Law firms are set to pick up a further £20m in fees from managing the fallout of Carillion, the National Audit Office (NAO) has revealed.
In a report published today into the government’s handling of the collapsed company it was revealed £70m will be paid out to 'special advisors’ managing the collapse. In total, £50m is expected to be paid to accountancy firms, with PwC leading the insolvency process, while law firms will pick up an extra £20m. The firms are not named.
Both law firms and accountancy firms were roundly critcised by MPs last month for ‘squeezing fee income’ out of the stricken company.
A cross-committee report revealed that magic circle firm Slaughter and May was paid £1.19m in the days before Carillion’s collapse while magic circle counterparts Clifford Chance and Freshfields Bruckhaus Deringer all picked up fees. In total, Slaughter and May handed Carillion a bill of more than £8m for legal advice it gave over an 18-month period.
In total, the NAO said the collapse would end up costing the Cabinet Office at least £148m. However, it warned that the overall cost borne by taxpayers was ‘likely to be higher’ due to potential legal disputes with Carillion clients, the wider impact on the economy and the cost of finding placements for more than 1,000 former apprentices.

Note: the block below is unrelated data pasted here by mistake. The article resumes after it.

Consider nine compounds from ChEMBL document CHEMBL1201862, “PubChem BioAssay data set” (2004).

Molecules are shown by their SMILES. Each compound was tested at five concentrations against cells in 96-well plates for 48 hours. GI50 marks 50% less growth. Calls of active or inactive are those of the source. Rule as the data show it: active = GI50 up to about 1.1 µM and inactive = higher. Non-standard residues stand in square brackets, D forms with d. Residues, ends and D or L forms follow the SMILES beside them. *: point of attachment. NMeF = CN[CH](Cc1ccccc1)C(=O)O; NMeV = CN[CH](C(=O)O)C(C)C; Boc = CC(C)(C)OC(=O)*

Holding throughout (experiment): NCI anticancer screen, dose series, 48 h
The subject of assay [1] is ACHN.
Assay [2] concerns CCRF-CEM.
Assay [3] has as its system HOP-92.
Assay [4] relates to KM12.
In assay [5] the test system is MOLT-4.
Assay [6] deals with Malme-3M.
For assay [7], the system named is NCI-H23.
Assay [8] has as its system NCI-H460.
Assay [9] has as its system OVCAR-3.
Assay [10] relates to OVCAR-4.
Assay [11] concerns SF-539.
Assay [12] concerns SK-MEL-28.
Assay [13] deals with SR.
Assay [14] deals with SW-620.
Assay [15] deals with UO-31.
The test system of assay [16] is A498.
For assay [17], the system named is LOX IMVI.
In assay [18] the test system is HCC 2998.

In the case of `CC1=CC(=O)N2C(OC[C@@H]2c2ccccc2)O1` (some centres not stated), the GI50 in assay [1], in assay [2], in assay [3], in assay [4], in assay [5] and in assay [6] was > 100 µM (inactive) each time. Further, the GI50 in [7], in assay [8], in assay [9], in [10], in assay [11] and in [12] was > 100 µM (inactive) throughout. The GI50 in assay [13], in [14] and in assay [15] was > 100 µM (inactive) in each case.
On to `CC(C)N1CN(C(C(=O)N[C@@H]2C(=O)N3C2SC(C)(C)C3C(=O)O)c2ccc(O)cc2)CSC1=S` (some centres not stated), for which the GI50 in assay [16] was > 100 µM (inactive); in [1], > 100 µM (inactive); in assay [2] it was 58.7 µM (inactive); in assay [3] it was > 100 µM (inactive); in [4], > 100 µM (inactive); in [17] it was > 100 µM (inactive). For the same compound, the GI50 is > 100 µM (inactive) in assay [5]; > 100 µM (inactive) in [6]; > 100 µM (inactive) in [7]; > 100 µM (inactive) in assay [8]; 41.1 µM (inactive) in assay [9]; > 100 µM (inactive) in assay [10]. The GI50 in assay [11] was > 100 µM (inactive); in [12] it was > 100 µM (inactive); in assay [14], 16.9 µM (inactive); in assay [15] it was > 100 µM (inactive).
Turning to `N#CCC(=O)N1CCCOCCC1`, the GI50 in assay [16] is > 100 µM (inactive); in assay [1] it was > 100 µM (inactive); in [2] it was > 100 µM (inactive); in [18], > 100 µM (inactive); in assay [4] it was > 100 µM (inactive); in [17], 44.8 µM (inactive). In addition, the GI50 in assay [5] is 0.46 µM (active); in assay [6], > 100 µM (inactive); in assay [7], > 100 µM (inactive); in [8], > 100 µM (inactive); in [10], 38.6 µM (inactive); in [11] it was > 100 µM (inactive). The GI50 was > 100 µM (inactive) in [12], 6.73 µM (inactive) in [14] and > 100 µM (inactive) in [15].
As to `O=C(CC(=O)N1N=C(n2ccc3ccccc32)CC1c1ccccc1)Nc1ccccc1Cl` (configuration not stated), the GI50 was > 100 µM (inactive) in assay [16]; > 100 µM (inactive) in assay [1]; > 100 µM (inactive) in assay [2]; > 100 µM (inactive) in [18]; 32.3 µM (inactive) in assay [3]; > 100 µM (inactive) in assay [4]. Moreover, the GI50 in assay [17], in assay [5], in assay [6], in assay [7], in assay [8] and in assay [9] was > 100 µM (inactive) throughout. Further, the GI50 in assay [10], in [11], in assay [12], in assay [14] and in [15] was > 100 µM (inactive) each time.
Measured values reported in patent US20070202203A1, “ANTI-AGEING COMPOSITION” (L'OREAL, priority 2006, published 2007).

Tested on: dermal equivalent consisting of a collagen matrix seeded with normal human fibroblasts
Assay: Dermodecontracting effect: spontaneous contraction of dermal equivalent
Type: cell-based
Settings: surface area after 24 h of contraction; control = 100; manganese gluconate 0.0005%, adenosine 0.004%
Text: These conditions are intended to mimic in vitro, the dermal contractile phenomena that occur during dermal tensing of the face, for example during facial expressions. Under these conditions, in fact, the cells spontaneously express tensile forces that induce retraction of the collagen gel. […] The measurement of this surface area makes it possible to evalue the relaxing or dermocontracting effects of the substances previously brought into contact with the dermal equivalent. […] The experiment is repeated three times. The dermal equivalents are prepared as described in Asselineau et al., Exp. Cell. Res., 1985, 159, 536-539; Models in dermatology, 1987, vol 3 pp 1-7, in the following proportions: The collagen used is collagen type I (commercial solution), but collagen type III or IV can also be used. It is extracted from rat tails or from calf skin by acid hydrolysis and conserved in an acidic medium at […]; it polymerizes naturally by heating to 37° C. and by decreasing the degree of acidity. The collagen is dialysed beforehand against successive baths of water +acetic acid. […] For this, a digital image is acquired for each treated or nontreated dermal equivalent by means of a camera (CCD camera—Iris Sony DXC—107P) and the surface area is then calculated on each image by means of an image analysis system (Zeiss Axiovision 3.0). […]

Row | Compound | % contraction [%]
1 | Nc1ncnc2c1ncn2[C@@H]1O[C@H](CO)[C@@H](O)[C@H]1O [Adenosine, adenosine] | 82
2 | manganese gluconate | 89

Among the top spenders with Carillion, but by no means the biggest, was the Ministry of Justice, which spent £75m with Carillion in 2017.
A contract originally with HM Prisons & Probation Service to provide facilities management services in 52 public sector prisons in England and Wales was identified as one the main loss-making contracts in 2017.
The subsequent £12m loss was attributed to being a ‘first generation’ outsourcing contract and 'inaccurate tender assumptions’.
Amyas Morse, head of the NAO, said: ‘Doing a thorough job of protecting the public interest means that government needs to understand the financial health and sustainability of its major suppliers, and avoid creating relationships with those which are already weakened. Government has further to go in developing in this direction.’